For many areas of Western Canada, the summer of 2021 has been one of the driest in recent memory. As a result, cow-calf producers have been scrambling to put together a winter feed supply. For many of these operations, cereal and pulse straws and possibly corn stover will play a major role in getting cows through the winter. Others will look to salvage crops such as canola or byproducts such as oat or soybean hulls as substitutes for normal ration ingredients. These alternative/unusual feeds can pose challenges when attempting to formulate diets for pregnant beef cows, particularly in the dead of winter. The following discussion attempts to address some of these challenges and highlight potential pitfalls one can encounter with feeding some of these alternative feeds.
First, let’s look at the challenges one faces with straw-based diets. Cereal straw can be used to stretch hay or silage supplies or as the sole forage source in wintering beef cow rations. The key to its use is an understanding of its nutritional value, particularly relative to more commonly used feed ingredients. For example, a good quality alfalfa/brome hay might average 14 per cent crude protein (CP) and 60 per cent total digestible nutrients (TDN). In contrast, wheat or barley straw will typically average four to five per cent CP and 35 to 40 per cent TDN. Pulse straw, while somewhat higher in both nutrients, is also more variable, particularly in CP content.
While the alfalfa/brome hay cited above when fed to appetite will meet the majority of a wintering beef cow’s nutritional needs, regardless of the stage of pregnancy, straw-based diets are likely to be deficient in both energy and protein. Supplementation with more nutrient-dense feeds (i.e. barley/corn grain, canola meal, etc.) will be necessary, particularly as the stage of pregnancy advances and during periods of cold stress.
Another potential issue with feeding high levels of straw is rumen impaction. This condition results from the fact that straw is poorly digested in the rumen. When a cow eats too much straw, passage of feed through the forestomachs can slow to the point that nothing moves (i.e. cows are impacted). A rule of thumb that I use when formulating straw-based diets is to limit straw intake to 1.25 to 1.5 per cent of body weight or 18 to 21 pounds of straw per day for a 1,400-pound cow. Keep in mind that depending on stage of pregnancy and environmental stress, feeding this much straw can require supplementation of 10 to 12 pounds of barley grain or its equivalent to meet energy requirements.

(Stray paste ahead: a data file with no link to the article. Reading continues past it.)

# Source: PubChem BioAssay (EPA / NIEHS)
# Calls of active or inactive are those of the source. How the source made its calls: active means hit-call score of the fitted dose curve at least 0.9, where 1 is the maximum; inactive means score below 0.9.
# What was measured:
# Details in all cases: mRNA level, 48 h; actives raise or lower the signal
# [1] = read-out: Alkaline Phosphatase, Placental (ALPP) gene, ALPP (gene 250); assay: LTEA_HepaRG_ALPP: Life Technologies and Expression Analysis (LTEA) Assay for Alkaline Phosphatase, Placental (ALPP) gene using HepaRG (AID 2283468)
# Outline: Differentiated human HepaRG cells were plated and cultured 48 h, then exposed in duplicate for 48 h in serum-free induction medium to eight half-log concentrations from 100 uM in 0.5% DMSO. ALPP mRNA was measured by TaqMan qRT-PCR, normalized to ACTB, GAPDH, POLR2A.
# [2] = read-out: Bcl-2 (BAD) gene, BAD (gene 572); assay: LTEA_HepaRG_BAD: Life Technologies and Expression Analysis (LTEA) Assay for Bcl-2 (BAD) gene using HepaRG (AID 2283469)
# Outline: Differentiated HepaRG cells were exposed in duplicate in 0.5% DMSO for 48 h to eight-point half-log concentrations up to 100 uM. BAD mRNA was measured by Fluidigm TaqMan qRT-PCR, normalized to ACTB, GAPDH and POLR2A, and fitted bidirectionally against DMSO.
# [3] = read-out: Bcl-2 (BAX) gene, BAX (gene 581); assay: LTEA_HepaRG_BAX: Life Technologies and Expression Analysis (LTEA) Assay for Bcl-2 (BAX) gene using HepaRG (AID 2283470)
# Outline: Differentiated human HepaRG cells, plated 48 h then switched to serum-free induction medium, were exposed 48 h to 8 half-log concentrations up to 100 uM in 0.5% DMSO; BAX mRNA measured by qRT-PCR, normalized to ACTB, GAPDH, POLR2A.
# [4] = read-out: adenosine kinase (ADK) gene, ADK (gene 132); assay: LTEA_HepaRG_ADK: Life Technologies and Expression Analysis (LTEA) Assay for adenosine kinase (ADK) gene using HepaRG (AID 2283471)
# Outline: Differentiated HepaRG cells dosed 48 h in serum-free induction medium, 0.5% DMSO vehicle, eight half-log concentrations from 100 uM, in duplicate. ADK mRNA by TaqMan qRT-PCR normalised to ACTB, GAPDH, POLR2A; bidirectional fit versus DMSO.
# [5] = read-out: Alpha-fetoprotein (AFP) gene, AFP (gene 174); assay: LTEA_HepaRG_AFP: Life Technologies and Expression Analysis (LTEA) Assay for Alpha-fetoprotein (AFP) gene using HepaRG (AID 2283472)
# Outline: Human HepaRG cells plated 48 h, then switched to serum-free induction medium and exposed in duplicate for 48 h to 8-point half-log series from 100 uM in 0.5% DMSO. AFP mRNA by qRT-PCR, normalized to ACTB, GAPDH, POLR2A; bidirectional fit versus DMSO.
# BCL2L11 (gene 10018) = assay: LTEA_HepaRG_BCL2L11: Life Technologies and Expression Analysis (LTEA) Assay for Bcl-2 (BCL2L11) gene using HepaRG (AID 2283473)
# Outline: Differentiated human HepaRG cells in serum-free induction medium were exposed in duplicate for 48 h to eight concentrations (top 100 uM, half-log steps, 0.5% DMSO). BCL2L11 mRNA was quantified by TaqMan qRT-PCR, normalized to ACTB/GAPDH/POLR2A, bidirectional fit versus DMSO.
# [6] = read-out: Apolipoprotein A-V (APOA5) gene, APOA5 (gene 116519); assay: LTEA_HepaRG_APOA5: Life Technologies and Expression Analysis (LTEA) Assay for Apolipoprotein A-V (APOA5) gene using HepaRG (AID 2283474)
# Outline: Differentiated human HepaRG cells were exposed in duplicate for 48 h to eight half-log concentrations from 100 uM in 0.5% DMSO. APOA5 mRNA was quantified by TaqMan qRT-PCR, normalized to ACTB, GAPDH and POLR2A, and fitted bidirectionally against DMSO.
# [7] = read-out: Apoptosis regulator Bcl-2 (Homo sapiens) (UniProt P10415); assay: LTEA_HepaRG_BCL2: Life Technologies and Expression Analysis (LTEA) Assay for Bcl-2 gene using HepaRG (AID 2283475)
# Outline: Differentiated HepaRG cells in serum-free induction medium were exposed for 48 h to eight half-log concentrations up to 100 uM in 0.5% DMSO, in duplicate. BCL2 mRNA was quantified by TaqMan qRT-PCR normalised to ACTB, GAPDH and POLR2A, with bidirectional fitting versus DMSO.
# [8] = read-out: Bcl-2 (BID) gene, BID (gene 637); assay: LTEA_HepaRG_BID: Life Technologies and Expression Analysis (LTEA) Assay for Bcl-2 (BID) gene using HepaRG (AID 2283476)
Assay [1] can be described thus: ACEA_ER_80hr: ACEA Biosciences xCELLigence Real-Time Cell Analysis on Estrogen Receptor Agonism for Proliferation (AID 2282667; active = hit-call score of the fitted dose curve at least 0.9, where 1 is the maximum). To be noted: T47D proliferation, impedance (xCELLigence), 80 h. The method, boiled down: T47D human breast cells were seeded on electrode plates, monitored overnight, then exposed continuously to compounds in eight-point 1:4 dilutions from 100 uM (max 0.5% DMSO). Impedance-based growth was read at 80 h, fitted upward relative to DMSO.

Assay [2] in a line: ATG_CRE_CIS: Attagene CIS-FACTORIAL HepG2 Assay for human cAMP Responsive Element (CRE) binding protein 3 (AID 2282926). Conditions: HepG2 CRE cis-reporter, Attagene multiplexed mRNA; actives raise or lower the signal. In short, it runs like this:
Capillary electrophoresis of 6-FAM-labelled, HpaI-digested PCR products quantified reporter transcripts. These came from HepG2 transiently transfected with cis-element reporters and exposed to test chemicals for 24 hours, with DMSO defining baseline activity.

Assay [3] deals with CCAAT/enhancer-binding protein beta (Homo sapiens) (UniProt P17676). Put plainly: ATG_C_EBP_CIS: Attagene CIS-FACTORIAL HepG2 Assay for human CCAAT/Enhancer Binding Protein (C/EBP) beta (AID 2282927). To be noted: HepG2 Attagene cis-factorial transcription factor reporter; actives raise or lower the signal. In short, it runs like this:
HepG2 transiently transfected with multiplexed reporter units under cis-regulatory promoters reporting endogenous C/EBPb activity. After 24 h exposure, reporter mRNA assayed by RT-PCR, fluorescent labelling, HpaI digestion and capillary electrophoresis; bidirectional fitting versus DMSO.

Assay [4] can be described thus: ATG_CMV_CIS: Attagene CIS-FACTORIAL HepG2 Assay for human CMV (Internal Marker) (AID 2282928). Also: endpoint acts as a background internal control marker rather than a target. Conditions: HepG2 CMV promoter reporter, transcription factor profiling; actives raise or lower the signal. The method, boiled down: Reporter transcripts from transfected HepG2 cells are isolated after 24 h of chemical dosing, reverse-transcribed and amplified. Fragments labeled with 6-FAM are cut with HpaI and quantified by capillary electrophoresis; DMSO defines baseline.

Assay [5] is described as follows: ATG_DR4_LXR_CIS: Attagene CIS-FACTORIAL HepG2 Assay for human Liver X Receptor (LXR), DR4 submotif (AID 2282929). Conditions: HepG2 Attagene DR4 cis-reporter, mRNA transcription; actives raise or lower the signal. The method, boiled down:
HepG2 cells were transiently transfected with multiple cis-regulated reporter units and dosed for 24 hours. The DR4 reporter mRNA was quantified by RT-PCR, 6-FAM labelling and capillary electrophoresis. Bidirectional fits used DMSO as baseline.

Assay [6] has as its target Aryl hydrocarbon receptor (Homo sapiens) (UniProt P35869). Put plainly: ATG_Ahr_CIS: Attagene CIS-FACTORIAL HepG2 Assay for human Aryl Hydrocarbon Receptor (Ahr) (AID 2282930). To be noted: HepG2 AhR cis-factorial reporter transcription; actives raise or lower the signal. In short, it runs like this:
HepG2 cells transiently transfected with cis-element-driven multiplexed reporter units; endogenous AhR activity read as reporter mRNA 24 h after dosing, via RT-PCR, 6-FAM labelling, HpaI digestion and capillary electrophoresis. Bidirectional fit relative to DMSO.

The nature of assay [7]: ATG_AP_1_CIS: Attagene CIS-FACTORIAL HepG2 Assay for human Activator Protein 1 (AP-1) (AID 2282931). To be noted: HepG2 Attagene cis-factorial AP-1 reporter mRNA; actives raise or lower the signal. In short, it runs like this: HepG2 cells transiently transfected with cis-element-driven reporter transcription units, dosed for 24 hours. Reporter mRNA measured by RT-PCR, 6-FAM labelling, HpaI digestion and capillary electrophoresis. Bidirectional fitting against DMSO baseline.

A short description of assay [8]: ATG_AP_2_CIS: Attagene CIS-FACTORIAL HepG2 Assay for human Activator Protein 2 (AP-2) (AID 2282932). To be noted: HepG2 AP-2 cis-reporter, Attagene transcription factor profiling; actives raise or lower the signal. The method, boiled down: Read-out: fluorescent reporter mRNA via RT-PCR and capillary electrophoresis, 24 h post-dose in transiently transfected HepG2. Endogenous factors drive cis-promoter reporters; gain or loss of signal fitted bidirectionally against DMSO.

Some producers had the opportunity to salvage canola as either silage or hay. When cut early (late flowering through mid-podding stage of plant growth), canola forage can make good-quality hay or silage, similar in nutrient content to the alfalfa/grass hay cited above. Inherently high sulphur levels, particularly when consumed over an extended period, can pose issues with trace mineral availability as well as potential sulphur toxicity issues. Nitrates can also be an issue in drought-stressed plants. A rule of thumb used by some nutritionists is to limit the amount of canola hay or silage to 50 per cent of total feed intake (DM basis) to minimize these issues.
Corn stover is the residual plant material following grain harvest. Its energy value depends to a large degree on the extent of grain kernels and/or cobs left behind by the combine. For cows in early to mid-gestation, corn stover can be an adequate energy source; however, protein supplementation may be required.
Oat hulls are a byproduct of the oat-processing sector. Typically, oat hulls are higher in energy (i.e. 45 to 50 per cent TDN) and protein (i.e. 4.5 to 5.5 per cent CP) than cereal straw. Nevertheless, oat hull-based diets will require supplementation with an energy/protein source if the animal’s nutrient needs are to be met. Similar to oat hulls, soybean hulls are a byproduct of soybean processing. However, soybean hulls are higher in energy (i.e. up to 77 per cent TDN depending on processing plant) and crude protein (10 to 13 per cent) than oat hulls and are an excellent supplemental feed for cattle fed low- to medium-quality forages.
Finally, screenings from the grain and pulse cleaning sectors can be used to supplement energy and protein deficient forage sources. The energy content of raw grain screenings, however, tends to be quite variable (i.e. 60 to 67 per cent TDN) depending on whole weed seed contamination and the degree of shrunken/broken grain kernels. Crude protein content typically averages 13 to 15 per cent. Processed grain screenings (i.e. ground and pelleted) have a higher energy content (i.e. 67 to 74 per cent TDN) than raw screenings while fortified grain screenings (supplemented with energy, minerals and vitamins) approach cereals such as oat and light barley in terms of energy content.
To summarize, whatever approach you take to feeding cows this winter, the key will be matching requirements with an appropriate quantity and quality of feed. To accomplish this task economically, it is essential that you have your forage and byproduct feed sources analyzed at an accredited feed testing laboratory. If you are unsure how to use the results, talk with your feed company or seek the advice of a nutritionist.
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